Mount Sinai Health System is using Salesforce to coordinate and manage the care of more than 350,000 Medicaid recipients, the cloud software company announced Wednesday.
By tapping into the Health Cloud and Community Cloud, the New York-based health system plans to build a mobile, real-time care coordination program for the health care providers and community organizations that are part of the Mount Sinai Performing Provider System (PPS).
Ultimately, the goal is more holistic, efficiently delivered health care that can help the Mount Sinai PPS reach its twin goals: assisting New York City's most vulnerable populations and reducing avoidable hospital use by 25 percent for the next five years.
The Mount Sinai PPS was developed as part of a multi-year overhaul of New York State's Medicaid system that began in 2015. It includes more than 10,000 Medicaid service providers, as well as 200 community organizations like faith-based groups, homeless shelters, housing agencies and substance abuse treatment centers. The PPS treats more than 350,000 people across the New York Metro area.
The Health Cloud, which became generally available last February, was designed for health care entities that need CRM-like tools to keep their focus on patients. Salesforce isn't trying to replace existing electronic health record (EHR) systems, or even import all of the information practitioners are storing in those records. Instead, it's meant to connect the disparate network of organizations involved in treating individuals.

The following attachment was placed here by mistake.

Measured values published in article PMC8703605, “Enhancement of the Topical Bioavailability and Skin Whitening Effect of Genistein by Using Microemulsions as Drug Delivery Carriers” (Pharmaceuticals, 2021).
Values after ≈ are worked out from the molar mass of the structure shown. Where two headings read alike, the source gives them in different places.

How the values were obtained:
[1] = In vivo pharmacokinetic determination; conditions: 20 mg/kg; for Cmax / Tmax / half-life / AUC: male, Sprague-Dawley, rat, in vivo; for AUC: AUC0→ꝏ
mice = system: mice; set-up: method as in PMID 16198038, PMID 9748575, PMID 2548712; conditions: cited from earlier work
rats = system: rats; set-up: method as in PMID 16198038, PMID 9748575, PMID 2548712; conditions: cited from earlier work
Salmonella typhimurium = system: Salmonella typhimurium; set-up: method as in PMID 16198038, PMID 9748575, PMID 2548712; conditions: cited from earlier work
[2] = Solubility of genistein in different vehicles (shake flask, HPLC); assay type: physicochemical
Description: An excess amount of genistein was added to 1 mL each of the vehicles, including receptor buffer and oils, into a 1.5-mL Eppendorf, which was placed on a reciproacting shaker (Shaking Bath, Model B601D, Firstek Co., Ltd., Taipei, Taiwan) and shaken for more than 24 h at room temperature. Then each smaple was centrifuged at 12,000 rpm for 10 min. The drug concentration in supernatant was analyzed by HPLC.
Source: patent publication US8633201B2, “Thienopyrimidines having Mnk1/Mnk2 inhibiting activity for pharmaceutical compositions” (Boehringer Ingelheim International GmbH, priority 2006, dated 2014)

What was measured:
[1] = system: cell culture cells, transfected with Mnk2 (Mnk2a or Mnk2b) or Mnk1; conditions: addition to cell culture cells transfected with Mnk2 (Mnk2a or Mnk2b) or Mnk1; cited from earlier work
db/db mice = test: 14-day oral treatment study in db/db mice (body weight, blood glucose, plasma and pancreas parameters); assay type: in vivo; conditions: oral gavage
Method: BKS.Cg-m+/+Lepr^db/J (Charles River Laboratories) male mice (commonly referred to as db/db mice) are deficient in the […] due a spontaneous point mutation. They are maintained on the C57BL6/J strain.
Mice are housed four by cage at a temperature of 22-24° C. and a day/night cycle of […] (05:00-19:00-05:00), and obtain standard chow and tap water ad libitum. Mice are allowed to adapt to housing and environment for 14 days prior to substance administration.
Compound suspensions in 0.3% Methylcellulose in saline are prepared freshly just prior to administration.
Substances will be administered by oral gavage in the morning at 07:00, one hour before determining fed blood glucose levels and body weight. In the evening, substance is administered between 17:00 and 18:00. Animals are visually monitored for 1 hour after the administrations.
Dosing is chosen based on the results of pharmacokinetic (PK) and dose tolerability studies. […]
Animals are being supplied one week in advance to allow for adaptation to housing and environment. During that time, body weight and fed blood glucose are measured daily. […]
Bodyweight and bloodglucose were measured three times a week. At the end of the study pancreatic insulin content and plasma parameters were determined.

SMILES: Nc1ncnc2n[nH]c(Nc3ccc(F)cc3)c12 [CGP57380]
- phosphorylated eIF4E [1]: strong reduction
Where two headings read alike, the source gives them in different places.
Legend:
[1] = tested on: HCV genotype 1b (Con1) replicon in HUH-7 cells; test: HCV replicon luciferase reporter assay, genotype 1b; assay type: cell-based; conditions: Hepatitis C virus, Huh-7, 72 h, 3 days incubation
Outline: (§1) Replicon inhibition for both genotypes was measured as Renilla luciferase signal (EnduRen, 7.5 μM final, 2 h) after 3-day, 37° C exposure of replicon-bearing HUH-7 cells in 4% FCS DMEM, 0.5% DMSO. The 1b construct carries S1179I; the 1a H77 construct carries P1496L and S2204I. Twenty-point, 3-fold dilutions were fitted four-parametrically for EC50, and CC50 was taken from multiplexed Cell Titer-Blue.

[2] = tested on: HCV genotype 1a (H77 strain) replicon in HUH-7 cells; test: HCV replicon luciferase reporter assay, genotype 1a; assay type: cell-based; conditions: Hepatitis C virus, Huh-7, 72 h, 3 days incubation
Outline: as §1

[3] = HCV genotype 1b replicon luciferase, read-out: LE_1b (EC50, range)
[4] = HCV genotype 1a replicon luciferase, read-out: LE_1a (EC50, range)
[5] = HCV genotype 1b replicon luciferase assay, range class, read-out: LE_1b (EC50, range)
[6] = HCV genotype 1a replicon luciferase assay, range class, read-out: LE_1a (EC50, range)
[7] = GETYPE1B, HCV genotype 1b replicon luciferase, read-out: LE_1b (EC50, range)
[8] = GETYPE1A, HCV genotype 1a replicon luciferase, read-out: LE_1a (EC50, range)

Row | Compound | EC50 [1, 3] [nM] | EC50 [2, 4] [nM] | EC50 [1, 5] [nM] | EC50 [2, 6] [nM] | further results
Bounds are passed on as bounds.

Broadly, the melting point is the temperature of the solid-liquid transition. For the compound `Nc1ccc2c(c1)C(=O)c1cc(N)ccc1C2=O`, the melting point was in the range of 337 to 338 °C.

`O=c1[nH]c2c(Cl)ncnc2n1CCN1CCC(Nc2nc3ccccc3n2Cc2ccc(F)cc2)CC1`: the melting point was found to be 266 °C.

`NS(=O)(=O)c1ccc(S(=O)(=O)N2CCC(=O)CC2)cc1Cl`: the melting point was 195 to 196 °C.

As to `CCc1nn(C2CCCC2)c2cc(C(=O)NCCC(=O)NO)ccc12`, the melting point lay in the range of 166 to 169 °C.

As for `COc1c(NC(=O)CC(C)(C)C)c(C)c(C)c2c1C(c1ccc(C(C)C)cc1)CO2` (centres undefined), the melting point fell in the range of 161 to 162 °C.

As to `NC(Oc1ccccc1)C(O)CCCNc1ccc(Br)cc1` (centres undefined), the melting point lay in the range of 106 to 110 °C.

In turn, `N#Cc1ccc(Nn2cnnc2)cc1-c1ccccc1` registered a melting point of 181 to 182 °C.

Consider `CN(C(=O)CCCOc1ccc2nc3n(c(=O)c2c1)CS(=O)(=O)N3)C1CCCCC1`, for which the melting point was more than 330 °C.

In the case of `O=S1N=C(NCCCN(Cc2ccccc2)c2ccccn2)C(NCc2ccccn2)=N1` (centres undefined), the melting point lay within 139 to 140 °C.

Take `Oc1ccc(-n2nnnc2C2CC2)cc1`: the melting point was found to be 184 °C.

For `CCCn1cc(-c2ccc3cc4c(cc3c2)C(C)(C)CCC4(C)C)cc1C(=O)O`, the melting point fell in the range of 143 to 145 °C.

So, for example, if a PPS patient failed to take their medication on time because of work issues, that patient's case manager and doctor could get a full picture of the issue over the Health Cloud.
A few weeks ago, Salesforce explained how it's building out the Health Cloud with new partners and new features like risk segmenting tools, patient targeting and lead conversion data.
"With Salesforce, Mount Sinai is arming thousands of Medicaid providers and community organizations with a more precise view of the demographics, lifestyle and health histories of patients," Dr. Joshua Newman, chief medical officer at Salesforce, said in a statement. "As a result, they'll be able to collaborate more closely and put their patients at the center of care."